Depression and Anxiety Worsens The Condition Of Asthma In Kids and Youth

Anxiety and depression in children as well as youth with Asthma are dangerous. Such kids are likely to pay visits to the doctors more often. This combination of three disorders is not good for their mental health.

Chanchal Sengar
Written by: Chanchal SengarPublished at: Oct 01, 2019Updated at: Oct 01, 2019
Depression and Anxiety Worsens The Condition Of Asthma In Kids and Youth

As per this latest study published in the journal ‘Pediatrics’, stress, anxiety and depression can worsen the condition of Asthma in young people. It is found that children and youth with symptoms of anxiety and depression visit the hospitals more often as compared to the rest. Mental instability negatively impacts the condition of Asthma in children.

"Asthma self-management is complex, requiring recognition of symptoms, adherence to medication and avoidance of triggers," explained head researcher Dr. Naomi Bardach, department of pediatrics and Institute for Health Policy Studies, University of California, San Francisco.

"The symptoms of anxiety and depression can make it more challenging to follow treatment, leading to more ER visits," she added in a university news release. "There also may be a greater tendency to use the ER for supportive services, even in the absence of a serious asthma attack," she added.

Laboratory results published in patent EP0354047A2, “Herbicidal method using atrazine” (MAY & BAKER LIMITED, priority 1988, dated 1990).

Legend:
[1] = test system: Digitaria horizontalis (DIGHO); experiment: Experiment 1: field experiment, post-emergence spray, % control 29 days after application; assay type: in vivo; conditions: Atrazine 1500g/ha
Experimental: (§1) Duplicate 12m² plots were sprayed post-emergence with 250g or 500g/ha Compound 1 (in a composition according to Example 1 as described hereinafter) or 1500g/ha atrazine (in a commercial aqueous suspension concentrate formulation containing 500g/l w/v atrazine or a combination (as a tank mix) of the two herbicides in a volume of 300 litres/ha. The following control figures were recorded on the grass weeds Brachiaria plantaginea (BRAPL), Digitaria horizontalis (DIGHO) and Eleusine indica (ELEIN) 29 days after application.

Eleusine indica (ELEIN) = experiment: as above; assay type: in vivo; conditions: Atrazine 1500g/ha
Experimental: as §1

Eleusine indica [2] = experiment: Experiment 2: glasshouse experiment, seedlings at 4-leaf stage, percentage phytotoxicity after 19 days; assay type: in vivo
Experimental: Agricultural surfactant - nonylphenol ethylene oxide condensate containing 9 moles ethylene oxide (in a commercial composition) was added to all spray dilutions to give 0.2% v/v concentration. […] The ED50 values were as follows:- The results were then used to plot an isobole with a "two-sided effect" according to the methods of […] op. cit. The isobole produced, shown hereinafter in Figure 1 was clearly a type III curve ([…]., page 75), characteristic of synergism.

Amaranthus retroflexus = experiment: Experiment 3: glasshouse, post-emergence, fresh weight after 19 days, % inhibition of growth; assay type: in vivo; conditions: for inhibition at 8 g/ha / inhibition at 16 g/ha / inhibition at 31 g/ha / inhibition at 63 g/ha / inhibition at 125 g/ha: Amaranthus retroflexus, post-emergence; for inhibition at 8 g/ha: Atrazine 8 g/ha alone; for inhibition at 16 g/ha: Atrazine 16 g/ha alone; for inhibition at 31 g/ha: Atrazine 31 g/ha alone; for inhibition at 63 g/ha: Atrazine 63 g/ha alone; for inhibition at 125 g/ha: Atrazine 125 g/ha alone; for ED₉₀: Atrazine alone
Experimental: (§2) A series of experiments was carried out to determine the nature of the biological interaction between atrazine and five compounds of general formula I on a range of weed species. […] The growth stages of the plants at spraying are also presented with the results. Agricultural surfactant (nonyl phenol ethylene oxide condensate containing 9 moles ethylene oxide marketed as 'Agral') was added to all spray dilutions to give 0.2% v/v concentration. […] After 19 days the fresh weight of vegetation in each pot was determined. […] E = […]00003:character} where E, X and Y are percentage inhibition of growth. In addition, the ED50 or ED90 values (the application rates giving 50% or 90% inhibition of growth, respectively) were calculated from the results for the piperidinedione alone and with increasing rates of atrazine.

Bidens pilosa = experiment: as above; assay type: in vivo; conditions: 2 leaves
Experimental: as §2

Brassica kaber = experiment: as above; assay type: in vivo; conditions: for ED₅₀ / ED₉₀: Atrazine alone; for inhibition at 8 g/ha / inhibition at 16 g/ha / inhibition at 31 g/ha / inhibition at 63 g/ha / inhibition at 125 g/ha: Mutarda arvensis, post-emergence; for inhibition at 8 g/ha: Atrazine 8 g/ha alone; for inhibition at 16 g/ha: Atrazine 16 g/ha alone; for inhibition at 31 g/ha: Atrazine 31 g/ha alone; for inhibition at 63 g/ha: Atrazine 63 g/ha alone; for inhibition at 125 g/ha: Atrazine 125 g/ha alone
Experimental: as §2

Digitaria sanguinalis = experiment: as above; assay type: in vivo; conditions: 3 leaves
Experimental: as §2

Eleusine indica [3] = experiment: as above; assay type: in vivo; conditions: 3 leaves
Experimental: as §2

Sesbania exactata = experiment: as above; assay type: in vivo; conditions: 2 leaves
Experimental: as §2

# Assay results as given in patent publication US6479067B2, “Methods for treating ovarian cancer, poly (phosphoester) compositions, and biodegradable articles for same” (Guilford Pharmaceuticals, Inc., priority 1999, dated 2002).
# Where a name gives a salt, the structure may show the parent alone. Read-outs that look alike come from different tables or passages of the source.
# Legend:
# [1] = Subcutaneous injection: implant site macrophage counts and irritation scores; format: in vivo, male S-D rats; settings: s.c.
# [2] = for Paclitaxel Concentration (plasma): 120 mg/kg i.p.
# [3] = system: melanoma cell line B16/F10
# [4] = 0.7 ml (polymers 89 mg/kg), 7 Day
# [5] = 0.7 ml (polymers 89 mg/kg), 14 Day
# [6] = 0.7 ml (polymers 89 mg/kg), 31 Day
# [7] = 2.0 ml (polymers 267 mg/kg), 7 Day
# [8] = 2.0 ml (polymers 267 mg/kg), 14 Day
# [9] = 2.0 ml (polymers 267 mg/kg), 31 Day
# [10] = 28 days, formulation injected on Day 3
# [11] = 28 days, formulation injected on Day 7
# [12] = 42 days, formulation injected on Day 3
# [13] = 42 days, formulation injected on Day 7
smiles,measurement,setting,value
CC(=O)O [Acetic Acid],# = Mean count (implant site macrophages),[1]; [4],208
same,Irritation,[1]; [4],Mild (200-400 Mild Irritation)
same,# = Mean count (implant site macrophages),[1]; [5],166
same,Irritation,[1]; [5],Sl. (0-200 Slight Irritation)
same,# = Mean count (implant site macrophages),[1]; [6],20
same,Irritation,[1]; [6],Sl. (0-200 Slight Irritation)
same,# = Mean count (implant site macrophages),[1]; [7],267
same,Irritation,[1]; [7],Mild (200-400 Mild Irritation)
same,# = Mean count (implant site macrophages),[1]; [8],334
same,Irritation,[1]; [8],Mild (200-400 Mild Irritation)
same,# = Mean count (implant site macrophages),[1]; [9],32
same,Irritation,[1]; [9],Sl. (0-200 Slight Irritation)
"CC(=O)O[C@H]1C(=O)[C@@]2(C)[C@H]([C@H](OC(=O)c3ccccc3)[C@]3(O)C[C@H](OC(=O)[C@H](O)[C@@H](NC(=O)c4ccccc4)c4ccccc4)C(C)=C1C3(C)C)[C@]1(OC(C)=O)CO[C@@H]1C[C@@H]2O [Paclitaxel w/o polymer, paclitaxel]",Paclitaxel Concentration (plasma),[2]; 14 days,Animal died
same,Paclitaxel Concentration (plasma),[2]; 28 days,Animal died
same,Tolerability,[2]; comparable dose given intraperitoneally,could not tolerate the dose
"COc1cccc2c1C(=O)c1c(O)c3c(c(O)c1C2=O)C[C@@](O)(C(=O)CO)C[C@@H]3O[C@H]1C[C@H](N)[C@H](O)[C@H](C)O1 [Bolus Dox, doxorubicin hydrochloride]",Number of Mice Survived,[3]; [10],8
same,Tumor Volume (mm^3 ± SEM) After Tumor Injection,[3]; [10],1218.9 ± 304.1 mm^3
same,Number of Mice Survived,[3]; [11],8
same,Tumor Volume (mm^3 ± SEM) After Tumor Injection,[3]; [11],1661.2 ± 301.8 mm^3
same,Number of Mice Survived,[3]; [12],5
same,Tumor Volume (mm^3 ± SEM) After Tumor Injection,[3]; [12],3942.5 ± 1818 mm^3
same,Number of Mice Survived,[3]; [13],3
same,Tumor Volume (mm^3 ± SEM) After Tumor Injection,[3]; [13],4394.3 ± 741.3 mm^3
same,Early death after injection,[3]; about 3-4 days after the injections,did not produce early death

For this study, researchers gathered medical data of around 65,000 Asthma patients aged between 6 and 21. Among these patients, about 11 percent had anxiety issues, nearly six percent of people were struggling with depression and about eight percent of the total had both anxiety & depression. In the age group of 3 to 17, about seven percent has depression and three percent of children had anxiety. They were found to visit the doctor more than the ones with only Asthma. This data was collected from the U.S. Centers for Disease Control and Prevention.

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Bardach advised that children and youth with all three disorders (depression, anxiety and asthma) should be extra careful about their health. This may deteriorate their mental health too. It is important that they follow all the guidelines given by their doctors and take medicines on time. "The study highlights a population of children and youth who may benefit from more intensive care coordination," she said. "This may mean more careful counseling to improve medication compliance and symptom recognition. It may also mean improved mental health care for children in whom untreated depression or anxiety may hinder asthma self-management."

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